All progress comes at a price. The peaceful boredom of an isolated fishing village or farming community must be surrendered if the locals want a road connecting them with someplace else. Next thing you know, one of the locals sells a patch of ground with a shed on it to a stranger, who fixes up the shed and rents it to weekend visitors. Another local hires himself and his boat out to the visitors and shows them the reef. The next thing you know, it’s happening all over. There’s no more boredom, but there’s no more peace either. The rent-money or the boat-hire pays for a motor for the well, or a bicycle, or a kerosene fridge- and the next thing you know, you don’t know what will be next.
Economic progress and social progress tend to come hand in hand. Were the good old days really as good as we remember them? The smaller the community, the less privacy, and that wasn’t always a good thing. I can recall listening to Loretta Lynn singing about love in a small town, on Loxley Banks’s Country Classics afternoons on Radio Cayman.
Tonight at nine we get married
Friends all say it's a shame and disgrace
That he's loved every woman in Jackson
But Jackson ain't a very big place.
Sometimes it was a yearning for a proper education that began the progress. The first school-teacher in a community was often the best-educated local parent; the children’s learning was limited by the teacher’s knowledge, but it was progress. The usual standby option of home-schooling might be chosen by parents whose knowledge was equal to that first teacher’s. Later, a trained teacher would assume the job. External exams would become available for children with the proper level of achievement.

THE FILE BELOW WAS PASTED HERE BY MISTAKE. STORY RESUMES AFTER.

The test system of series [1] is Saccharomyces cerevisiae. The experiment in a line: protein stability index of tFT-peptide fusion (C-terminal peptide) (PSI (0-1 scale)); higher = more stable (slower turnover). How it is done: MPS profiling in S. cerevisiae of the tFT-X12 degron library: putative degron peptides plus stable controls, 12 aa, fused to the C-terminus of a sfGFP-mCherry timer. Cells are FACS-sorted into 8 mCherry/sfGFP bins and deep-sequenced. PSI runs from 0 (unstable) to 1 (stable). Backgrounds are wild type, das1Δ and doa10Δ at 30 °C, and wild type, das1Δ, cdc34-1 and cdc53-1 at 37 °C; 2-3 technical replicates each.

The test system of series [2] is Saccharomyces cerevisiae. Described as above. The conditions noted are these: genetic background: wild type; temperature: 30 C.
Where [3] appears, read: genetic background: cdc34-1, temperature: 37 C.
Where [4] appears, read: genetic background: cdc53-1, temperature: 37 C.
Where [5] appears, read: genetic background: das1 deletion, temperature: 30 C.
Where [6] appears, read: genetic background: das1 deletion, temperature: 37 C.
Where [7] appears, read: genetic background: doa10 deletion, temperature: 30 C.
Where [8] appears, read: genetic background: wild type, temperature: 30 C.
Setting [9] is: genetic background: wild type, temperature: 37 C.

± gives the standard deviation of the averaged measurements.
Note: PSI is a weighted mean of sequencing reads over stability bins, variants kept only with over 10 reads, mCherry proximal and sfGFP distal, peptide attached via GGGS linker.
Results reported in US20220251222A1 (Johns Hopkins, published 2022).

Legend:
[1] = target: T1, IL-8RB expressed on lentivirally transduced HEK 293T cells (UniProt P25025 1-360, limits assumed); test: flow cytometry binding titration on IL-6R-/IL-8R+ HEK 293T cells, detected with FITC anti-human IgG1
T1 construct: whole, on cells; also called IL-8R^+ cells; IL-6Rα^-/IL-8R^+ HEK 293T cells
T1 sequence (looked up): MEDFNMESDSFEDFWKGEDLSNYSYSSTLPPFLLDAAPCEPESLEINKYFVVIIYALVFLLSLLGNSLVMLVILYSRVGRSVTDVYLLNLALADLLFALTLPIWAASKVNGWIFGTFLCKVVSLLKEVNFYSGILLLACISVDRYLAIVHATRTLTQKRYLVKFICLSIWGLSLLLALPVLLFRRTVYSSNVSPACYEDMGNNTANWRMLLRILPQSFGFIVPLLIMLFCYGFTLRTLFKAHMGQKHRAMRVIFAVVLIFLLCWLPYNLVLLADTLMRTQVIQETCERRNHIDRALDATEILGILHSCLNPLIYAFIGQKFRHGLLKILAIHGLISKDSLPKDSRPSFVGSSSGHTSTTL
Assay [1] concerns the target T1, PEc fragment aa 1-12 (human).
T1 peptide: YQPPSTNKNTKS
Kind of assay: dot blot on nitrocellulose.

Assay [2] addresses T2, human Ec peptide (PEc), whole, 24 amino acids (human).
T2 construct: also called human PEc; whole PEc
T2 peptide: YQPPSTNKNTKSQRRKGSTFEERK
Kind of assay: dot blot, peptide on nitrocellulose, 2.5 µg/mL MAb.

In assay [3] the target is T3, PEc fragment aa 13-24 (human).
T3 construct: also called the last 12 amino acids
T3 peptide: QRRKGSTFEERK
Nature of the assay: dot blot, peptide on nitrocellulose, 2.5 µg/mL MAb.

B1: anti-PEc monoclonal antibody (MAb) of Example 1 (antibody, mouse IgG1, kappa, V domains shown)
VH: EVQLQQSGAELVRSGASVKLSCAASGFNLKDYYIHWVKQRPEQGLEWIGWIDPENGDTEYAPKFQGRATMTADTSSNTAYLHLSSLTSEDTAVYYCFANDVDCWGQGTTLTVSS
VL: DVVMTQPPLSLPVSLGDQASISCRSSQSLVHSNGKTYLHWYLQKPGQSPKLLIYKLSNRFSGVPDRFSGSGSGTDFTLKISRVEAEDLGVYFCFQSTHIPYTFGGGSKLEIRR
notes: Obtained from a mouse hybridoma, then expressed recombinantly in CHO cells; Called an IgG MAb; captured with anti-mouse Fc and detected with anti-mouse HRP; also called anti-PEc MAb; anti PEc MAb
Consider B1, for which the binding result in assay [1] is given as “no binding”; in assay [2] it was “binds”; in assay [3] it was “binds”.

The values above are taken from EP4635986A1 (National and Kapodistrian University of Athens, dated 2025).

Cayman’s educational system would have grown from that sort of beginning- as did my own home community’s. In the absence of a school, our mothers taught us the syllabuses set by the provincial authorities and mailed our homework exercises in for marking. A few families paid a neighbour to teach their kids. After a few years of this, the authorities responded to pleas for a qualified teacher. “Build a schoolhouse and guarantee twenty pupils and we will send you a teacher.” So our fathers built a one-room hut with wooden awnings and we got a teacher.
Exactly the same kind of progress occurred in the Cayman settlements that were too small even to be called villages. The pattern must have been common in the West Indies, as indeed it was everywhere. The settlements grew into villages, then small towns. From Barkers to Savannah is a middling-size town now, isn’t it? Will the Shetty Hospital and the SEZ and the new school help fill the gaps to North Side and East End, or will those two small towns always be separate? Will their residents resist the temptation to progress to something larger?
I looked up the last words of Loretta Lynn’s song on YouTube. Loxley, are you there? The good old days really weren’t quite as good as we remember.
Yes, Jackson is a mighty small town
Where gossips and rumors go round
But the gossips are the ones he turned down
And Jackson ain't a very big town...